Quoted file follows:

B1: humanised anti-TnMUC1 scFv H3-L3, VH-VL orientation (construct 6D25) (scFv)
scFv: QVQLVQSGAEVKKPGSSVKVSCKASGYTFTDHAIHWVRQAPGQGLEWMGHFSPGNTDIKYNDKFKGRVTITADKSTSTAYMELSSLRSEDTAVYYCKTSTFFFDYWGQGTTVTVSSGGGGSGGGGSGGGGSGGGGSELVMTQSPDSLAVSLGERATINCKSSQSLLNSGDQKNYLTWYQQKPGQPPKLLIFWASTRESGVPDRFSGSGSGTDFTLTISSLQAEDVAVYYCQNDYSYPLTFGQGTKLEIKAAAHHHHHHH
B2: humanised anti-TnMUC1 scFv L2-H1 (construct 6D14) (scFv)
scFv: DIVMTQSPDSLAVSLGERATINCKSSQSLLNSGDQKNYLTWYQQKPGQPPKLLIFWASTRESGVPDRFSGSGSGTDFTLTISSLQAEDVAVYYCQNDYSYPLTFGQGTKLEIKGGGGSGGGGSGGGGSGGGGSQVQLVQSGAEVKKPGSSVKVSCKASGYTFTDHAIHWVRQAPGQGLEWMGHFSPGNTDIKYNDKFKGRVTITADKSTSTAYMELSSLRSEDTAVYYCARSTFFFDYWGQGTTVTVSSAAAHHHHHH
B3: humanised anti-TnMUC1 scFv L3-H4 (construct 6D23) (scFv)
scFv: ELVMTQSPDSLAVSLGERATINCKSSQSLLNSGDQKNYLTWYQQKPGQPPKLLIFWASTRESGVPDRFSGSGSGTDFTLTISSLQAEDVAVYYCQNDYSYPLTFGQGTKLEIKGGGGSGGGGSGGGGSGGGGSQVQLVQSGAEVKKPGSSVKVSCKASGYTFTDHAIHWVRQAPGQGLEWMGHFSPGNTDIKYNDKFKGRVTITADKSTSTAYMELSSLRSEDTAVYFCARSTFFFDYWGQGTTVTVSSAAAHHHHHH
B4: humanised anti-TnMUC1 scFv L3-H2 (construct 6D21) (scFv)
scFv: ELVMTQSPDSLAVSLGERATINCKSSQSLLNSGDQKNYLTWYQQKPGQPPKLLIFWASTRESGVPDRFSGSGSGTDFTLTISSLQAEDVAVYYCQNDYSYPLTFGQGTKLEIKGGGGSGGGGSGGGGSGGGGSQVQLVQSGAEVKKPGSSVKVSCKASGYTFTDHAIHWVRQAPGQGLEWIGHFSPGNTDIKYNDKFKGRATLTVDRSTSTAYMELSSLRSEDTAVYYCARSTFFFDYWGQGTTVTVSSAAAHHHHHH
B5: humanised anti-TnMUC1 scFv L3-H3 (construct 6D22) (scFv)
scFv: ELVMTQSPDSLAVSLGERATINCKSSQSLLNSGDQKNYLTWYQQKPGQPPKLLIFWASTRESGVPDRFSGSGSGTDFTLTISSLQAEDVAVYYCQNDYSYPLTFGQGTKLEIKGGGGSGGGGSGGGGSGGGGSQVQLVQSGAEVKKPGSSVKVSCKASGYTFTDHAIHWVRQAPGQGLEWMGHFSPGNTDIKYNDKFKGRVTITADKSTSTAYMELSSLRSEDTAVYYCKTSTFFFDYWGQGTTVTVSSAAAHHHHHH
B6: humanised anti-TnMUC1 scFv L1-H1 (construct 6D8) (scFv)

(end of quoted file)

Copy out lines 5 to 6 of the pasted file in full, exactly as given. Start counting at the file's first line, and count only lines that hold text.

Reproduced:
B3: humanised anti-TnMUC1 scFv L3-H4 (construct 6D23) (scFv)
scFv: ELVMTQSPDSLAVSLGERATINCKSSQSLLNSGDQKNYLTWYQQKPGQPPKLLIFWASTRESGVPDRFSGSGSGTDFTLTISSLQAEDVAVYYCQNDYSYPLTFGQGTKLEIKGGGGSGGGGSGGGGSGGGGSQVQLVQSGAEVKKPGSSVKVSCKASGYTFTDHAIHWVRQAPGQGLEWMGHFSPGNTDIKYNDKFKGRVTITADKSTSTAYMELSSLRSEDTAVYFCARSTFFFDYWGQGTTVTVSSAAAHHHHHH